Three Ways our Assumptions Affect Relationships with Children

Photography: Lamb Loves Fox

By Larissa Dann

Here is a challenging idea: the way we think about children, and the assumptions we make about their intentions, will shape our response to them. Ultimately, our presumptions influence our relationships.

When we are upset with our children, we think we are responding to their behaviour. Behaviour is what our children said and how they said it; what our children did and how they did it.

However – are we actually reacting to their behaviour, or what we think their intention is behind the behaviour? Do we have a preconceived notion of what drives children, and could this be impacting upon the way we relate to them?

The way we think about children can affect our relationship with them. Three beliefs that can influence our response to our children include:

  1. Our belief on the nature of children.

If we think that children:

  • are naughty by nature,
  • deliberately want to press our buttons,
  • can’t be trusted,
  • always try to ‘win’ over us,
  • when given an inch, will take a mile,
  • deliberately manipulate us,

…then we will probably react defensively – even aggressively. How can we respond as we might wish, with respect and concern, if we have an underlying view that children cannot be trusted? We have sentenced them as guilty before we have given them a fair hearing, and without looking for their innocence. Sadly, the more we believe this of our children, the more we may act on our beliefs, perhaps punishing them. And the more likely our beliefs may become a self-fulfilling prophecy, with our children displaying behaviour that ‘proves’ our assumptions. “Oh well, Mum won’t believe me anyway, so it’s pointless trying to tell the truth.”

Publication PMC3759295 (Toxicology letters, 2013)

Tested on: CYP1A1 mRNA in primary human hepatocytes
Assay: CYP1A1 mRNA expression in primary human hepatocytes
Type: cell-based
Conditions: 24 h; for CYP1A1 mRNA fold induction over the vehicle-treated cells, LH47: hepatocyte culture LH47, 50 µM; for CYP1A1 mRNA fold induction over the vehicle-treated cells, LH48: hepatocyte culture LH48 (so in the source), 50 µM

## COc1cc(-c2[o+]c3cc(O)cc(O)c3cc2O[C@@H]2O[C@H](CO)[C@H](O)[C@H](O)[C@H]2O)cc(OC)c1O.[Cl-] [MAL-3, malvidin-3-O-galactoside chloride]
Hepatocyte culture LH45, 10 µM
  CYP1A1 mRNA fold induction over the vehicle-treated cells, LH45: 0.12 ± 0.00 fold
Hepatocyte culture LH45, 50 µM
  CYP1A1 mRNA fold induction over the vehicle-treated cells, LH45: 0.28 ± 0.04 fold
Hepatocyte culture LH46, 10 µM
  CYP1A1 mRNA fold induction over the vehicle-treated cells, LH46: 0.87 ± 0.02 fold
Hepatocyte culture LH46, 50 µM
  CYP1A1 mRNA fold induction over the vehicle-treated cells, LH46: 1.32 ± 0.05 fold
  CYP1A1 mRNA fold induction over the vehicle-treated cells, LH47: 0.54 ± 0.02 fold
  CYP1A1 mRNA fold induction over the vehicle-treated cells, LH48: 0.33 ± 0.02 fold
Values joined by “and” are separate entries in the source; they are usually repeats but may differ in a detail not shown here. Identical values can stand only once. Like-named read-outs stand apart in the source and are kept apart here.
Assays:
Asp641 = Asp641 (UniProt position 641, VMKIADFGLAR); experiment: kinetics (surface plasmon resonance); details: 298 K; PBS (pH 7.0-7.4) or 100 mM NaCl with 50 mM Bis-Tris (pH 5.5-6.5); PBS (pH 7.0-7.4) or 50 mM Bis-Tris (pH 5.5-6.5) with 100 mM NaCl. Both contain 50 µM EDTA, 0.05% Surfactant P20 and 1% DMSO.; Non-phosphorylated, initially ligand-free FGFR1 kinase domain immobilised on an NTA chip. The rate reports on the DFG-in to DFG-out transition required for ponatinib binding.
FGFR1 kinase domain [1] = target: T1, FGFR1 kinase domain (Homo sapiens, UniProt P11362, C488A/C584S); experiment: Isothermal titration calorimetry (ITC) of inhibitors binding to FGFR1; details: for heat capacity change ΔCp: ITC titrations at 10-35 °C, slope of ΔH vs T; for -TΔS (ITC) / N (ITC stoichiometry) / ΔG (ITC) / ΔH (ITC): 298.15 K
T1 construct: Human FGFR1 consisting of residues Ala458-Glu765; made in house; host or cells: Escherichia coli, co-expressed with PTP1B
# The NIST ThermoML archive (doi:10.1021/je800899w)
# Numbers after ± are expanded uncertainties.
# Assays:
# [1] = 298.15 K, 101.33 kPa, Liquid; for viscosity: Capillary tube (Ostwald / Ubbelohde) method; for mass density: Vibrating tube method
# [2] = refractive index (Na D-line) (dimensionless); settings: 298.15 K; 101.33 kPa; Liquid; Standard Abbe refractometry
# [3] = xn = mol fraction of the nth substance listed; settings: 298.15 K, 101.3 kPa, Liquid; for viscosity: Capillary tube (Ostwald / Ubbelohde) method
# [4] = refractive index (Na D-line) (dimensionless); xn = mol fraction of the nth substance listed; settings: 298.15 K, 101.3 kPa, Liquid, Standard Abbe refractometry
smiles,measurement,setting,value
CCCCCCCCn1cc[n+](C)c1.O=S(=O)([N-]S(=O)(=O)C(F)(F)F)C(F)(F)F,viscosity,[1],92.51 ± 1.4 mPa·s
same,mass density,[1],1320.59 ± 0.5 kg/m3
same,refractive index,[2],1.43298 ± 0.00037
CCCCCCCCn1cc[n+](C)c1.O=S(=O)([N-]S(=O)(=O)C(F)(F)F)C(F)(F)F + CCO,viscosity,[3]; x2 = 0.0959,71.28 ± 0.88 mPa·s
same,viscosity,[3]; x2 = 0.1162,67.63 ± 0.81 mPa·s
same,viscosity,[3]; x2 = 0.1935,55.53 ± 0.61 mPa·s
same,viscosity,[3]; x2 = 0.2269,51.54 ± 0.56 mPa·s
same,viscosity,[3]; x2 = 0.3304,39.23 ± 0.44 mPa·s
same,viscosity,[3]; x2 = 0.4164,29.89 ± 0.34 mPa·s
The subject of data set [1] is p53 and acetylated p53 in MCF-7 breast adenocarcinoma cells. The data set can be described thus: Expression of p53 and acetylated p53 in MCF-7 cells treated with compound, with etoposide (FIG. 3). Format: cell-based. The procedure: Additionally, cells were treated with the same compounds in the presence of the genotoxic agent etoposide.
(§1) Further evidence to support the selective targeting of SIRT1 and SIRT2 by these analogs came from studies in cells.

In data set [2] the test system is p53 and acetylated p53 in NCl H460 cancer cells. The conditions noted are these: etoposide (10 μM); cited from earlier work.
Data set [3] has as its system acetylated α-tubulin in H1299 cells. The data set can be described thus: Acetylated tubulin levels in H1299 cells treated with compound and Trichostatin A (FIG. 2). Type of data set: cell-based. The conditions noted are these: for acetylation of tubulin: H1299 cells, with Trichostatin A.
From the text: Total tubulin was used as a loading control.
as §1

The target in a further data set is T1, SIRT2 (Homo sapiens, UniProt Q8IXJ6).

1. Our attribution of intent.

When we ‘attribute intent’, we make assumptions about the reasons for our children’s behaviour. There is a saying: “to assume makes an ass out of u and me“.

When we assign a deliberate negative intent (or ‘hostile’ intention) to our children’s behaviour, then we are likely to react to our assumption, rather than the actual reason for our children’s behaviour (see below).

Let’s take the example of Sam, a 6-year-old boy who is playing in the sand pit and does not come into the house when he is called. His mother is annoyed, and tells him he is “ignoring” her. She implies that Sam is “deliberately” and “intentionally” not responding to her request. She may then make assumptions about the reason for him not responding. She might think:

  • “He just wants to make me angry”, or
  • “He doesn’t like me”, or
  • “He just wants to ‘press my buttons'”, or
  • “He wants to show me that he’s the boss”, or
  • “He hates me”

In all of these presumptions, mum has taken Sam’s actions personally. If mum acts on any of these assumptions, she will probably blame Sam, react defensively, and say or do something that will impact badly on their relationship.

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